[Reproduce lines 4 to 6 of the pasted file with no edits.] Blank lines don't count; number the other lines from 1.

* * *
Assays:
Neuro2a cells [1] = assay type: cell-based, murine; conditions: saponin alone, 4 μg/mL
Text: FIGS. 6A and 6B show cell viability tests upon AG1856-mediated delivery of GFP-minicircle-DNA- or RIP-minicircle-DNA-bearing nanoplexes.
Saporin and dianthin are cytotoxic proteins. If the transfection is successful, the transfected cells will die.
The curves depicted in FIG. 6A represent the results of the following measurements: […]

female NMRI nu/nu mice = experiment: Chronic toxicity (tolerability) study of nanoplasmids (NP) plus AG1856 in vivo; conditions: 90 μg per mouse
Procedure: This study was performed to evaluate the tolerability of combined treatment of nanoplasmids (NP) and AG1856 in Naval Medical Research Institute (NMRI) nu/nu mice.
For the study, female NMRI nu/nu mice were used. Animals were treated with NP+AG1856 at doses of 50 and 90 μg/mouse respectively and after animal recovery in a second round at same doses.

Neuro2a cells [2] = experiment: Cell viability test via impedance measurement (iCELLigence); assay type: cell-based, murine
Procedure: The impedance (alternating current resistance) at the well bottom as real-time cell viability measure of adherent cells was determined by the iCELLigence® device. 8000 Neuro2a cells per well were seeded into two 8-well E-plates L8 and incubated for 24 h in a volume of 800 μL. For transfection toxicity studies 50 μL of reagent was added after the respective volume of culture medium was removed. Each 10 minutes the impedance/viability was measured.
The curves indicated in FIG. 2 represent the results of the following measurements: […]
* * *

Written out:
Saporin and dianthin are cytotoxic proteins. If the transfection is successful, the transfected cells will die.
The curves depicted in FIG. 6A represent the results of the following measurements: […]

female NMRI nu/nu mice = experiment: Chronic toxicity (tolerability) study of nanoplasmids (NP) plus AG1856 in vivo; conditions: 90 μg per mouse